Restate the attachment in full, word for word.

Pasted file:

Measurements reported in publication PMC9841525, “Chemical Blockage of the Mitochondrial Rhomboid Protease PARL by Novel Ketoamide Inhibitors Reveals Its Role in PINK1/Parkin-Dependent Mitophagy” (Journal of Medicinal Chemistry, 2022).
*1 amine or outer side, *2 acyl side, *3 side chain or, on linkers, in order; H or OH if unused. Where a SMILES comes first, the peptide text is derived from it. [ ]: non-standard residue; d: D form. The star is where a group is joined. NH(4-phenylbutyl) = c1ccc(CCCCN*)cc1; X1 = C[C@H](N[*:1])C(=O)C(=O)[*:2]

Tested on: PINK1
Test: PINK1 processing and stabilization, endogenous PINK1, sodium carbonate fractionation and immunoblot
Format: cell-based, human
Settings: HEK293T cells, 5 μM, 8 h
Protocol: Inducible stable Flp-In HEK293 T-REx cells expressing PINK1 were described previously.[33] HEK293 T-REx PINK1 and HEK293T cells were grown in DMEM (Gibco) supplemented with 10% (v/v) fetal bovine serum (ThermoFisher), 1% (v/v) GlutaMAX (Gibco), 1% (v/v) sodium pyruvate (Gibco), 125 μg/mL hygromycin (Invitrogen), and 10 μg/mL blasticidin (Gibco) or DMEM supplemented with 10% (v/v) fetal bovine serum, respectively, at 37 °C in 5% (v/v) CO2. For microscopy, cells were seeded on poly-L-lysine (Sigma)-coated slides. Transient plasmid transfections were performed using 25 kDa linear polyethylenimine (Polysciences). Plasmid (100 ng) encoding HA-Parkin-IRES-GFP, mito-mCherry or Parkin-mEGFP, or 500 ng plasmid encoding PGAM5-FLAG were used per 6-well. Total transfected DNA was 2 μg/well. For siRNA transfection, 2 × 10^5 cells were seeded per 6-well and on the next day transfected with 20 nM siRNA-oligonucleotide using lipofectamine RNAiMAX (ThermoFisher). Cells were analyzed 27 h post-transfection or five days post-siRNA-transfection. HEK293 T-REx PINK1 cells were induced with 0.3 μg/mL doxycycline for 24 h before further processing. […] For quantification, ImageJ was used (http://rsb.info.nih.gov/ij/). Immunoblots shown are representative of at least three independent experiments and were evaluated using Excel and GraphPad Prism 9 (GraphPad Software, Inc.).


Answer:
Measurements reported in publication PMC9841525, “Chemical Blockage of the Mitochondrial Rhomboid Protease PARL by Novel Ketoamide Inhibitors Reveals Its Role in PINK1/Parkin-Dependent Mitophagy” (Journal of Medicinal Chemistry, 2022).
*1 amine or outer side, *2 acyl side, *3 side chain or, on linkers, in order; H or OH if unused. Where a SMILES comes first, the peptide text is derived from it. [ ]: non-standard residue; d: D form. The star is where a group is joined. NH(4-phenylbutyl) = c1ccc(CCCCN*)cc1; X1 = C[C@H](N[*:1])C(=O)C(=O)[*:2]

Tested on: PINK1
Test: PINK1 processing and stabilization, endogenous PINK1, sodium carbonate fractionation and immunoblot
Format: cell-based, human
Settings: HEK293T cells, 5 μM, 8 h
Protocol: Inducible stable Flp-In HEK293 T-REx cells expressing PINK1 were described previously.[33] HEK293 T-REx PINK1 and HEK293T cells were grown in DMEM (Gibco) supplemented with 10% (v/v) fetal bovine serum (ThermoFisher), 1% (v/v) GlutaMAX (Gibco), 1% (v/v) sodium pyruvate (Gibco), 125 μg/mL hygromycin (Invitrogen), and 10 μg/mL blasticidin (Gibco) or DMEM supplemented with 10% (v/v) fetal bovine serum, respectively, at 37 °C in 5% (v/v) CO2. For microscopy, cells were seeded on poly-L-lysine (Sigma)-coated slides. Transient plasmid transfections were performed using 25 kDa linear polyethylenimine (Polysciences). Plasmid (100 ng) encoding HA-Parkin-IRES-GFP, mito-mCherry or Parkin-mEGFP, or 500 ng plasmid encoding PGAM5-FLAG were used per 6-well. Total transfected DNA was 2 μg/well. For siRNA transfection, 2 × 10^5 cells were seeded per 6-well and on the next day transfected with 20 nM siRNA-oligonucleotide using lipofectamine RNAiMAX (ThermoFisher). Cells were analyzed 27 h post-transfection or five days post-siRNA-transfection. HEK293 T-REx PINK1 cells were induced with 0.3 μg/mL doxycycline for 24 h before further processing. […] For quantification, ImageJ was used (http://rsb.info.nih.gov/ij/). Immunoblots shown are representative of at least three independent experiments and were evaluated using Excel and GraphPad Prism 9 (GraphPad Software, Inc.).